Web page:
Child photographers find good in the Badlands

Elani Rodriquez, 5, is too quick for Centro Nueva Creación classmate Siani Rodriquez, 6, to snap her picture. Children at the after-school and summer camp program look for good in the often-derided neighborhood. (Tom Gralish / Staff)

Cameras at the ready, fingers poised near the button, 11 children set out on Palethorp Street in North Philadelphia, looking for the good in a neighborhood too long called "the Badlands."

Their route takes them by drab rowhouses and down cracked sidewalks sprouting weeds. They squeeze past automobiles straddling the curb. But it isn't long before, one by one, they spot what they're after.

Anthony Mulero, 10, sees the reflection of the sky in the hood of a red car, and studies it for just the right angle. "I take pictures of the importance of the world," he says of his aesthetic. "Water, leaves, the trees, and the streets."

Iman Jefferson, also 10, focuses on families, but only those that "look happy."

"It makes me feel good," said the girl, whose parents are divorced.

Anthony and Iman are among 40 children at Centro Nueva Creación summer day camp who are learning not only how to take pictures, but how to see joy, good will, beauty - virtues that for decades have been all but masked by their neighborhood's seemingly unshakable image.

The area "does have a bad reputation . . . for drug trafficking and violence, and that's where the Badlands came from," said Grace Obando, who teaches the photography class. "But there's so much good in this neighborhood, and the kids are a great example of that. They are the generation that's going to change the view."

What better name, then, to have given them than "the Goodlands Photographers?"

Since mid-June, between bomba dancing and drumming, poetry and mural arts classes, the children have ventured out on photo expeditions, one age group a day from kindergarten to fifth grade. With 10 digital cameras to go around, they get a bonus lesson in sharing.

Starting from Centro, at Tioga and Palethorp Streets, their one-hour treks take them only a few blocks. But even in the urban monotony, they never fail to find interesting images, whether a feisty Chihuahua, foliage behind chain link, or a fresh puddle.

The portfolios they've amassed are on display through Aug. 20 at the Nexus Foundation for Today's Art, in the Crane Arts Building, 1400 N. American St. Photos in the exhibit - titled Nuestras Raíces, or "Our Roots" - are $75 each, with proceeds going into the Centro's general budget.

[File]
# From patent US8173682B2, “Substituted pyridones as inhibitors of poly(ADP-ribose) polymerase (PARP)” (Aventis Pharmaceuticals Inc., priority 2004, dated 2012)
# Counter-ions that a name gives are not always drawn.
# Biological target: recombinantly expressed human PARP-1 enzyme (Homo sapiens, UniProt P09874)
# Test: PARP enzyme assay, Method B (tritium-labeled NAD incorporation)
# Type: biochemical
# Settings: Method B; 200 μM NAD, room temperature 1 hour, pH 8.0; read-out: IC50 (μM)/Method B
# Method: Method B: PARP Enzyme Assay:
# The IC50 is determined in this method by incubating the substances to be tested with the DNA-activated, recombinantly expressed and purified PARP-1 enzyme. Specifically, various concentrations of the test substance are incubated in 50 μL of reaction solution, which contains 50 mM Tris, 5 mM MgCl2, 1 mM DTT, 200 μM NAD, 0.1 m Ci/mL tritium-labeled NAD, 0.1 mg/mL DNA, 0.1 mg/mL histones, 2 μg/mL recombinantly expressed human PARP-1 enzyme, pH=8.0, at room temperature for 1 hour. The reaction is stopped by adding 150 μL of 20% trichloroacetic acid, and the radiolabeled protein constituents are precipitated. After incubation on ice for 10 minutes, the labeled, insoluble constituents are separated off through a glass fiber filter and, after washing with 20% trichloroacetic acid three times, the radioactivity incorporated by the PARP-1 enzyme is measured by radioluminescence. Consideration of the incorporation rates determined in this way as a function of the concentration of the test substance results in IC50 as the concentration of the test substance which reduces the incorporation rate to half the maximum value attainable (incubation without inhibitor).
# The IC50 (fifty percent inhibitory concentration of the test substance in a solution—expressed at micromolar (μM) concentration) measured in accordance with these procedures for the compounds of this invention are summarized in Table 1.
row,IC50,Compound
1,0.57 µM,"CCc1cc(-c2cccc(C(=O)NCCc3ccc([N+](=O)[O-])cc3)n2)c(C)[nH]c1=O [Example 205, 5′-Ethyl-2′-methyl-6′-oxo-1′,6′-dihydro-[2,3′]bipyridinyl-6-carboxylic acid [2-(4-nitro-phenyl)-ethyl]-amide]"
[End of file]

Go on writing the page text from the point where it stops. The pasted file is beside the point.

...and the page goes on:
An after-school program for most of the year, Centro was founded in 1994 by New Creation Lutheran Church. But it has been on its own since 2005, supported by the City of Philadelphia and foundations including the Seybert Institution, the Philadelphia Cultural Fund, and Pennsylvania Partners in the Arts.

"The Goodlands" emerged 10 years ago as the theme for all of the nonprofit's programs. It was a response to the environs - racked by violence, poisoned by drugs, and overtaken by urban decay.

An amorphous territory generally thought of as stretching across West Kensington and Fairhill, the Badlands encompassed a police district - the 25th - with the highest violent crime rate in the city in the late 1980s and early 1990s.

"The district had 60 homicides, if not more, a year," said the 25th's Capt. Christine Coulter, who was a cop in the district from 1988 to 1994.

Last year, she said, there were 33 murders in the district. So far this year, there have been 14 - the most recent occurring just before midnight Tuesday with the fatal shooting of a 14-year-old boy.

"There's too much killing," said Goodlands photographer William Jackson, 9, of his West Kensington neighborhood. "It's still bad."

Angela Jubinville, Centro's executive director, acknowledges as much. But, she said, "changes happen on a systemic level."

"We're just one part of that, a small part, but we hope that a small part of that eventually makes a big change," she said. "These are our future leaders. . . . I just hope that when they're 15 sitting in a high school class . . . they remember some of those tenets that we've instilled in them."

At the least, they'll remember the attention they generated on the streets. Other children circle on bikes, drawing nearer and nearer the knot of photographers in hope of getting their pictures taken. Some business owners open their doors so the group can explore. On Palethorp, an auto detailer poses by a car.

When entering businesses, the children must ask permission to take photos. But one afternoon last week, a boy found his inner paparazzo. He ran into a shop, clicked the shutter, and ran out, thrilled he had sneaked a picture - even if it was just of a woman at a sewing machine.

That day, on their way back to Centro - the "Goodlands haven," as they call it - the children passed by graffiti, litter, and teenagers smoking without raising their cameras.

But they stopped for a big white dog and four giggling girls on a stoop.

As Richard Hernandez, 9, explained, "They're part of God's creation."

Contact staff writer Vanessa Martinez at 215-854-2917 or